DX12 Performance Discussion And Analysis Thread

Discussion in 'Rendering Technology and APIs' started by A1xLLcqAgt0qc2RyMz0y, Jul 29, 2015.

  1. Razor1

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    yes it does, it seems drivers have to be improved for Fiji too, its not limited to Maxwell 2. With the 290x series, Mantle was doing fine I think that driver experience translated over to Dx12, and with Mantle we can see Fiji doesn't perform as well as expected there too.
     
  2. Ext3h

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    Uh, that's an ugly topic.

    Preemption is only used in one case, and that's when switching between "graphics context" (1x graphics + 31x compute mode) and "pure compute context" (32x mode). Or it SHOULD have been used in that case. Should. It's utterly broken. The tests indicate that the hardware gets stuck in graphics mode until the previous batch of draw calls has run through the queues in full.

    In short: It doesn't work. Thanks to the utterly broken "preemption" (heck, that IS NOT EVEN PREEMPTION WHEN YOU ARE JUST WAITING!), a task in a different context can simply starve. I have no clue how they INTENDED preemption to work originally, but it's pretty clear that it doesn't. Was probably just a driver hack originally, not a hardware feature.
     
  3. Ext3h

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    Oh, and no, Maxwell V2 is actually capable of "parallel" execution. The hardware doesn't profit from it much though, since it has only little "gaps" in the shader utilization either way. So in the end, it's still just sequential execution for most workload, even though if you did manage to stall the pipeline in some way by constructing an unfortunate workload, you could still profit from it. In general, you are only saving on idle time as there is always at least one queue which contains any work at alll. Unlike GCN, where you actually even NEED that additional workload to get full utilization.

    Only Fermi, Kepler and Maxwell V1 have that issue, that they can't do ANY async compute shaders while in graphics context as they don't have any compute queues in that mode. But they aren't even feature level 12_0, so I wouldn't count them as DX12 "capable" either way.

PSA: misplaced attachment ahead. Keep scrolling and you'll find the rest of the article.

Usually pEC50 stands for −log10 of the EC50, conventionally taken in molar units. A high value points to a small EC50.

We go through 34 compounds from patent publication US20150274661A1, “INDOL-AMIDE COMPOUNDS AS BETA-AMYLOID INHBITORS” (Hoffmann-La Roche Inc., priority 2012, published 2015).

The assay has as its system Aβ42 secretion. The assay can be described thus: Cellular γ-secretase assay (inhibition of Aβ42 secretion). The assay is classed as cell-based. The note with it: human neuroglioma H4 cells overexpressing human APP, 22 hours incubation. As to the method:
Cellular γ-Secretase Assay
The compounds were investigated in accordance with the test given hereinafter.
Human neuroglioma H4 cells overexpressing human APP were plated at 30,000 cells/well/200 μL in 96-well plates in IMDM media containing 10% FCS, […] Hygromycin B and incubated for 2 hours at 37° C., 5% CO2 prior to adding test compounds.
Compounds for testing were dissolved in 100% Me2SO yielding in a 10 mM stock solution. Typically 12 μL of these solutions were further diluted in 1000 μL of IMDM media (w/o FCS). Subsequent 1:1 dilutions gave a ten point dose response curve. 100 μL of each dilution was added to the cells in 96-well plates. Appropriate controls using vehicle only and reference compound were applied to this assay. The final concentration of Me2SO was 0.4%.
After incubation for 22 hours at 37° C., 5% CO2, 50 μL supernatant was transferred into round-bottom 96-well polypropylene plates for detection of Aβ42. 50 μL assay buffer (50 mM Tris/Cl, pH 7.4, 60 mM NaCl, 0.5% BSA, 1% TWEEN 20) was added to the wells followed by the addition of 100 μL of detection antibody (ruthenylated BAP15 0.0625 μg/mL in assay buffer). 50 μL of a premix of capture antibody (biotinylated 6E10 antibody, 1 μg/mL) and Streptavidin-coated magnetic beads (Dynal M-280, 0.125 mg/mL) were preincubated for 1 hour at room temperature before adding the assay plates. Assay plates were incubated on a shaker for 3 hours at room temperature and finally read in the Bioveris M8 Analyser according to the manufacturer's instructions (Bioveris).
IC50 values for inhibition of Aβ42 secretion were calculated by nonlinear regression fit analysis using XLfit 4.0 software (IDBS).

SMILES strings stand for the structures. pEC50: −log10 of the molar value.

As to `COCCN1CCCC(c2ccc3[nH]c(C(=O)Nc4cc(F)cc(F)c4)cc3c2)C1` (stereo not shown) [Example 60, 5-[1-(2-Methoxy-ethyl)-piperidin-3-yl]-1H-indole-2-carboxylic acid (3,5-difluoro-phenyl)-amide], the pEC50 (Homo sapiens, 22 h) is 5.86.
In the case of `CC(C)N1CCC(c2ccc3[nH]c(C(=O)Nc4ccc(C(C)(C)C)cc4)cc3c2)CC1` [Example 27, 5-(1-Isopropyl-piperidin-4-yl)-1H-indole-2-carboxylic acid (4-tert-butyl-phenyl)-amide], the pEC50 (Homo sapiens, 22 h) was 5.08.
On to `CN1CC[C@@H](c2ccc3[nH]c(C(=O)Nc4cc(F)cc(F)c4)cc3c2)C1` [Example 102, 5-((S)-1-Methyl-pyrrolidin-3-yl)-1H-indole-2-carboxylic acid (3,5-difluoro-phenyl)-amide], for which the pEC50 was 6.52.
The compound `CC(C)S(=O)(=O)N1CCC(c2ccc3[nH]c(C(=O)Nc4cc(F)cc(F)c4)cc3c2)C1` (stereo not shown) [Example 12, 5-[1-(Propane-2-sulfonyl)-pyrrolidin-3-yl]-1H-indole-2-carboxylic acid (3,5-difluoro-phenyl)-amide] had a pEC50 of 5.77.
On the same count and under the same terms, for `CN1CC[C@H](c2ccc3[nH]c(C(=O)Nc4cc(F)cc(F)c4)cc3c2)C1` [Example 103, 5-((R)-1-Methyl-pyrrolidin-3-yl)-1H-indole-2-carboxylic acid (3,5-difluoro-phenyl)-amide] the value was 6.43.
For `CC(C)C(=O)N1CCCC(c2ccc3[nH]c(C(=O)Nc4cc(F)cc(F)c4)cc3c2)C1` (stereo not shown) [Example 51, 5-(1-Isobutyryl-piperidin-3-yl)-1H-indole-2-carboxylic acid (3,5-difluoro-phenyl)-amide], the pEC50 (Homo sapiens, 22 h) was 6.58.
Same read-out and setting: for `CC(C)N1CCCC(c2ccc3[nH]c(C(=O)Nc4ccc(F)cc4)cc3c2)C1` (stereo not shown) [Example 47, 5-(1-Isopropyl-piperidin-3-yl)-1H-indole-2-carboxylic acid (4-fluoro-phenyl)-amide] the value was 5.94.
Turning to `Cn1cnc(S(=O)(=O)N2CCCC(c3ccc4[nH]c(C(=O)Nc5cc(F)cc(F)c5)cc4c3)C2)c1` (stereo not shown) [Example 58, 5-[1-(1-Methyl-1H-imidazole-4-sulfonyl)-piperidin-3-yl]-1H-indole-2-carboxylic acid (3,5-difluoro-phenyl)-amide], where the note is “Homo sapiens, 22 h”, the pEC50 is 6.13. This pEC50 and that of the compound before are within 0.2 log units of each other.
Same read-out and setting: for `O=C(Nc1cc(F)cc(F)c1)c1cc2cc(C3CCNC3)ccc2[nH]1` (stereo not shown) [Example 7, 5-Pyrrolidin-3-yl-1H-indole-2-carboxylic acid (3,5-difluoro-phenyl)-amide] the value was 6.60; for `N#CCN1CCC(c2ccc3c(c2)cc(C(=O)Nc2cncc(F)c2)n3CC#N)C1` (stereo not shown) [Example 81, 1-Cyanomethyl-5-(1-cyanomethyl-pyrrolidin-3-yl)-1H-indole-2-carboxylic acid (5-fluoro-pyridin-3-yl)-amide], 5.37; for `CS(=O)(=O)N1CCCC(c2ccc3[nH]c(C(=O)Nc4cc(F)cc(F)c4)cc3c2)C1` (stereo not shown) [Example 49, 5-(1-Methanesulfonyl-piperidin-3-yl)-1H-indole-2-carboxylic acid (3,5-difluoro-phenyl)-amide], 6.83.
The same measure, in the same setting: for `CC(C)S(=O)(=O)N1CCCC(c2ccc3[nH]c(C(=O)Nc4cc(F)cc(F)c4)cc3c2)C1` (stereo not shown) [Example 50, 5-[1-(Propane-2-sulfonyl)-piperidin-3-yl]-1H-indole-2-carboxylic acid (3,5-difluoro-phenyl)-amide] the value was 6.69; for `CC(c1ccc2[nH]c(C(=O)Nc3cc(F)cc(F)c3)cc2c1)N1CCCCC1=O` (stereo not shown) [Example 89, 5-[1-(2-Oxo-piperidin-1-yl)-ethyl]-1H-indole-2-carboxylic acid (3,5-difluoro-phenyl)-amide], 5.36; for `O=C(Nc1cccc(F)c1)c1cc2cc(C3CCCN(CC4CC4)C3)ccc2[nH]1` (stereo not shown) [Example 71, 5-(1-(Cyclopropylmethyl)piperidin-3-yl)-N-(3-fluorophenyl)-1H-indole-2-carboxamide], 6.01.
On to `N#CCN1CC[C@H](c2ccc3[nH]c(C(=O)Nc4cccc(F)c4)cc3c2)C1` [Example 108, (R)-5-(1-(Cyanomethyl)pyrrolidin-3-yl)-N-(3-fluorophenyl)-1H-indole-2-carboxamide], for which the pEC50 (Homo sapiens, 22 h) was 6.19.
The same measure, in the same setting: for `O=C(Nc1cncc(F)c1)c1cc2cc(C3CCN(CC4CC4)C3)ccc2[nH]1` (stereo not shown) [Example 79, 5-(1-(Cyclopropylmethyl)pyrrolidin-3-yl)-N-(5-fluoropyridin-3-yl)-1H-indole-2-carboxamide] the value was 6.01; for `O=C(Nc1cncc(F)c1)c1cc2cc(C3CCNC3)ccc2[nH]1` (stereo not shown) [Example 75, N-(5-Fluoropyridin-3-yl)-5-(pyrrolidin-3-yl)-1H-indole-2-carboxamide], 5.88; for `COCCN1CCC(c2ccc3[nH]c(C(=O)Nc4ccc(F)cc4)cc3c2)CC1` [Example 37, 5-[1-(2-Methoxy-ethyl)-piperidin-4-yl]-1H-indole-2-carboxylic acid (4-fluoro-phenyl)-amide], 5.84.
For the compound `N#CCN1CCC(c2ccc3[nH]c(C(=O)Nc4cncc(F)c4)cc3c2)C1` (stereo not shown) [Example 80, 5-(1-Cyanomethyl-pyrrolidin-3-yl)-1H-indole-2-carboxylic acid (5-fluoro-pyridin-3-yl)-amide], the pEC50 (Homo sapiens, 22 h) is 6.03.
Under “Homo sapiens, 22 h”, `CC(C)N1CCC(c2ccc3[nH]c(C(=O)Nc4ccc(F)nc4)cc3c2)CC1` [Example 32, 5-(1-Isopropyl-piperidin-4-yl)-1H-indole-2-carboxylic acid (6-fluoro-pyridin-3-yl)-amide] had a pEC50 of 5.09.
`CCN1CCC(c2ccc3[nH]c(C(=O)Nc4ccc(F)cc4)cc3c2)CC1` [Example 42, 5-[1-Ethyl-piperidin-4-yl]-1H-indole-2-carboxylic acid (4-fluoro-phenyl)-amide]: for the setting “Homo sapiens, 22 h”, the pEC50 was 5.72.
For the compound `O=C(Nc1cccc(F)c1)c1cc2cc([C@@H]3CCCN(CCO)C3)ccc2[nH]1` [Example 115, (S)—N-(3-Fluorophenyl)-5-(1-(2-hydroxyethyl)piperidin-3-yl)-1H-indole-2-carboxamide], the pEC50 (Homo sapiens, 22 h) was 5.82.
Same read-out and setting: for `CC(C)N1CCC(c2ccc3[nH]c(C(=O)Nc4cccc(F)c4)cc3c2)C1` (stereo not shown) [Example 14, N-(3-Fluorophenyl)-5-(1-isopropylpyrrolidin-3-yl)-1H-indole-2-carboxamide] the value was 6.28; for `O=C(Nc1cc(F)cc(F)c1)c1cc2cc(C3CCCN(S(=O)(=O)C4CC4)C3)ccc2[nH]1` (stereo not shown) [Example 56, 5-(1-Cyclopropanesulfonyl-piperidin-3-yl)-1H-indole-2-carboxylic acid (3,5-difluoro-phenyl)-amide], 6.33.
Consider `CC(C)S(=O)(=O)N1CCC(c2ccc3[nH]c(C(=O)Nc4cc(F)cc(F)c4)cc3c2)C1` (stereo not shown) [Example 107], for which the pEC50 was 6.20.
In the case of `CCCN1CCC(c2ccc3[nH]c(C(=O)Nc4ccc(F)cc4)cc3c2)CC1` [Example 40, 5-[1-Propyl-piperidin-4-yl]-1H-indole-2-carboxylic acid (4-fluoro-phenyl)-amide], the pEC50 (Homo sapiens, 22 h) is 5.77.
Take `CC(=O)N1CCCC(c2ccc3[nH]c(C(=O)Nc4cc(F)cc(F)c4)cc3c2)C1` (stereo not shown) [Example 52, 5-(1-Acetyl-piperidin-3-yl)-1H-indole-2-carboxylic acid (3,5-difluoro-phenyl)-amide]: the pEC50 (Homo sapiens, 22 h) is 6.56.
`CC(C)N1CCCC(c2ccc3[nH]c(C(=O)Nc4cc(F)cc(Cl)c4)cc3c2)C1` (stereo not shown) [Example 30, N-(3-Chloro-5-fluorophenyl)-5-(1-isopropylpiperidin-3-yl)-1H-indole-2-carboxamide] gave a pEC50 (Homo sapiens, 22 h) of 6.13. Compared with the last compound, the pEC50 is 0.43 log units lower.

4. RecessionCone

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    Please don't use the word "asynchronous" to mean "concurrent". The vast majority of asynchronous interfaces are implemented sequentially. Asynchronous shaders specify the interface, they don't specify the implementation. If you are interested in measuring whether asynchronous shaders can be executed concurrently, in order to improve efficiency, please use "concurrent" rather than "asynchronous".
     
  5. CasellasAbdala

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    Uhm, hello guys, im coming here because i have a doubt about all of this, after reading some stuff at overclock.
    What does Async have to do with Games going toward "Compute".
    "Mahigan" in a post stated ""Game engines are heading towards being more compute oriented. That's not because of a bias towards AMD, that's because that's what DX12 and Vulcan are all about.

    It just so happens that GCN hardware is more compute oriented compared to its NVIDIA hardware competition. This will change. Expect to see NVIDIA boost its compute performance going forward.""

    A couple of questions arise.

    1- What does this "Compute Orientation" mean? (As far as i know maxwell 2 is capable of doing, as many tflops as a 390x) I know context switching is a problem in maxwell 2.0 but im not understanding what does this mean in the end for a general user.

    2- Does this mean, that maxwell 2 will be obsolete before Fiji? (Or, in the enxt 5 years be worse at games)

    3- Do Async shaders, mean the same as compute orientation in games?

    Thanks in advance, i just want to learn a little bit more about this.
     
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  6. Razor1